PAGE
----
Tech-Break: Slash Reading

After so many months of tech-related posts, it is time for another tech-break! This one is called slash reading, and I am always happy to explain it to people. It even made it into one of the articles I did for TESOL Connections last year, but it is worth going over again in more detail. Slash reading is very straight-forward, and I love it because it has so many possible uses, including working on reading fluency and/or accuracy, and works with almost every age and language level.

To do slash reading, you need nothing more than a reading passage. I often use passages that students have in their textbooks, but sometimes I will print out something new  for students to use in class. I usually do a number of activities with the reading material before moving into slash reading as this familiarizes students with the content and allows for time to discuss new vocabulary and check comprehension. Slash reading can take about 5 to 15 minutes depending on what you do with it.

As far as prep goes, this activity could not be much easier. Prior to class, I read through the passage on my own and make forward slashes in my copy of the text where it is natural to pause. If I am using a passage that students do not already have a copy of, I make copies. That is all there is to it.

In class, I introduce slash reading by telling students that I will read the passage aloud and that they should make a slash (/) whenever I pause or take a breath. Depending on the age and level of my students, I may overemphasize these pauses, and I always prompt them to make the first several slashes so that they get the hang of it. I read the material once, maybe twice, and then we are ready for the fun part: reading!

Students are often nervous about reading aloud, but I use slash reading mostly for choral reading. This way, students have heard me read the passage at least once and no one person is singled out to read. With choral reading, everyone, include me, reads together and the slashes in the text help us stay together. With choral reading, you set the pace, which means that you could have students read chorally multiple times with the pace increasing each time. That is a measurable accomplishment that can help motivate reluctant readers. You could move from choral reading to individual reading by having students take turns reading the short sections between the slashes. For the most part, students will not even be responsible for reading whole sentences at this stage; reducing the amount of text they are responsible for also helps ease the pressure of reading aloud. If you want to work on fluency with less focus on accuracy, teams of students can even have slash reading races.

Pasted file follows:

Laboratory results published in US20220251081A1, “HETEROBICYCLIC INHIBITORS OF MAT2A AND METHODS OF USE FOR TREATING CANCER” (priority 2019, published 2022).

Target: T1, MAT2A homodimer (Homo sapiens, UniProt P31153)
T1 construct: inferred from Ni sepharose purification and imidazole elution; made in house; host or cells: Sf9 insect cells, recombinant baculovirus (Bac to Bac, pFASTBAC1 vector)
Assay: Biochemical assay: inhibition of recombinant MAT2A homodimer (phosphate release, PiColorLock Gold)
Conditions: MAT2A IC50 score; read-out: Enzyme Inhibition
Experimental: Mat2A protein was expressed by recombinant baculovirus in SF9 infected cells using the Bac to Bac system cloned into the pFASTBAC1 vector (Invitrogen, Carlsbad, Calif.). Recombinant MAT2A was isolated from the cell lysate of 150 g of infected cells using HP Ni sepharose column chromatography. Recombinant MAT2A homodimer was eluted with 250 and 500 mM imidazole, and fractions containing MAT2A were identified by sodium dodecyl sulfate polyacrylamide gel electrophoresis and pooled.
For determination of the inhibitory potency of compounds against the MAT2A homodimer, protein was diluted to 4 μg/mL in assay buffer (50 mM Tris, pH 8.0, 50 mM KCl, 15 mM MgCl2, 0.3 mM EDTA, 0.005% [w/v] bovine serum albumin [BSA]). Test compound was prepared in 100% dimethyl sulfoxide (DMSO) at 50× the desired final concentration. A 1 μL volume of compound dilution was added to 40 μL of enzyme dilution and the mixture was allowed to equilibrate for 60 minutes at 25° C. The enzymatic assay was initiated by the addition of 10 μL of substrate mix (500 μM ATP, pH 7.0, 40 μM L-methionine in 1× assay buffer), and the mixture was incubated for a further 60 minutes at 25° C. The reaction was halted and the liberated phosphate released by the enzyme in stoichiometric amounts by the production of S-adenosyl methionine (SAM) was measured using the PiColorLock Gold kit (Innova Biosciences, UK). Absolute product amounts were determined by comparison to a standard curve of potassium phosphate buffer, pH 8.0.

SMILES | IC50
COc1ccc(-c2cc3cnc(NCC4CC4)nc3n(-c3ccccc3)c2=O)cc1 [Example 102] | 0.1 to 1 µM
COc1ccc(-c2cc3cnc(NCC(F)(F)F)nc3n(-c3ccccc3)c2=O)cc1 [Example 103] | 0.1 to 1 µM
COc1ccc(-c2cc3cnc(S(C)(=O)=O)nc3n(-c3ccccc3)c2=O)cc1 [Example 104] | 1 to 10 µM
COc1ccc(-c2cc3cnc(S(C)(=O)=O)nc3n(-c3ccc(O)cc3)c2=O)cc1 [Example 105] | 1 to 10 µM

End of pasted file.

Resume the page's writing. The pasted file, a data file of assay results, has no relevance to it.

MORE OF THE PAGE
That’s slash reading, and it does so much more than get students to read aloud because it draws attention to where breaks should naturally occur. This is so important because many English language learners tend to take random pauses that break up important chunks of information and make comprehension more difficult. Slash reading is a great little activity to have on hand and, as you can see, there are many possibilities for it.

About Tara Arntsen

Tara Arntsen
Tara Arntsen recently completed her Master's degree in Teaching-TESOL at the University of Southern California. She currently teaches in the Intensive English Program at Northern State University in Aberdeen, South Dakota. She has taught ESOL in China, Japan, and Cambodia as well as online. Her primary interests are communicative teaching methods and the use of technology in education.
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13 Responses to Tech-Break: Slash Reading

  1. Miguel says:

    I found slash reading very useful and I didn’t know about it. I will try it when I have a chance. Have you tried doing it with poetry?

    Thanks a lot.

    Miguel

    • Tara Arntsen Tara Arntsen says:

      Thank you for your comment, Miguel! I am glad you think slash reading could work for you and your students. I have actually not tried this with poetry, but it should work the same way. Let us know how it goes. Good luck!

  2. Katrina VanTassel-Skinner says: